Possession of stolen property is a Criminal Code offence. It means that you have in your possession an object that you are using and you know is stolen. For example, and this is the case unfortunately for many people, their car is stolen and, for one reason or another the VIN number disappears. Quite often the vehicle is found at the other end of Quebec or Canada. The vehicle has been transformed: it has been repainted and the doors replaced. The person buying the vehicle quite often believes that the vendor selling the car for an incredibly low price is honest. The courts have intervened on several occasions with regard to wilful blindness.
If you purchase a 2007 or 2008 Audi A4 for $2,000, it is obviously a case of wilful blindness. You deliberately ignore the fact that the car may have been stolen. Someone who purchases a Mercedes, especially a recent model, for $10,000 or under can expect to be charged with possession of stolen goods.
Heaven knows that there are many very honest people and I have met some in my career. They purchase a car at a reasonable price. I was looking at the list of stolen vehicles. Take, for example, someone who buys a 1999 Honda Civic coupe for between $10,000 and $15,000. They would expect to be purchasing a legitimate car, one that was not obtained by committing an offence such as theft. All this is difficult to prove. It is complicated for the courts to prove beyond a reasonable doubt that the person knew that the car was stolen.
Tampering with an identification number must be an offence. The vehicle identification number may be altered, modified or changed, but only by the dealer. When I read the bill I noted that this person will obviously not be prosecuted. That is not the purpose of the bill.
This bill creates the offence of trafficking in property obtained by crime, punishable by a maximum sentence of 14 years. It also creates sections 355.1, 355.2 and 355.3 in the Criminal Code. The definition will be important, since “trafficking” will not have the same meaning as it does in the Food and Drugs Act. It will correspond to the definition of the term “to traffic”, in the sense of to sell, give, transfer, transport, export from Canada, import into Canada, send, deliver or deal with in any other way, or to offer to do any of those acts.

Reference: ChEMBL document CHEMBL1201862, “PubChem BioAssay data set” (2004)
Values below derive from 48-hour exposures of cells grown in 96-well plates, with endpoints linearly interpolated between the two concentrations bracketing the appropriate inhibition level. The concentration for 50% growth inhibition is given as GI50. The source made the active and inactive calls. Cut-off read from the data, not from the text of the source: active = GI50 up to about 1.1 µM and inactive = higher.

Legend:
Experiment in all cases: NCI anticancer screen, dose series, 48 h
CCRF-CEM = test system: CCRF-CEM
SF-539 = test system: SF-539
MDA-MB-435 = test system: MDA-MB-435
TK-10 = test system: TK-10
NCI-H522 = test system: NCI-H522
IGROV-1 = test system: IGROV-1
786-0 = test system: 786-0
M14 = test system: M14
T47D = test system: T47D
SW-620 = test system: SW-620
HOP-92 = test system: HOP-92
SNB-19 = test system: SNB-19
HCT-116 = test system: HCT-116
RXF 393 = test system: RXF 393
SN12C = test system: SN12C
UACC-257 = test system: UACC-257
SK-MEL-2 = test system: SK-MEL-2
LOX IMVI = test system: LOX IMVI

With this, we are getting at the very heart of organized crime. Motor vehicle theft is very much the work of organized crime. A great deal of organization is required to have people who steal motor vehicles and bring them to specific locations so they can be disguised, changed or even broken down into pieces.
At this time, it is very difficult to identify the mags—pardon the expression—of a Passat, Beetle or Audi A4. It is very difficult to tell the difference if there is no chip or something to identify them. So the vehicle is broken down into pieces. That is what has been happening in many scrapyards, to use the jargon of those in the business. Of course they are not real scrapyards. The store front indicated auto parts, but motor vehicle were seen being brought in. We even have photos.
With this bill, we will be putting up a roadblock for organized crime—an appropriate expression given the subject. This must stop. Section 353.1 proposes the following offence: “Every person commits an offence who, without lawful excuse, wholly or partially alters, removes or obliterates a vehicle identification number on a motor vehicle.” This is a recent offence, and very interesting. It is one of the reasons we will be voting in favour of this bill.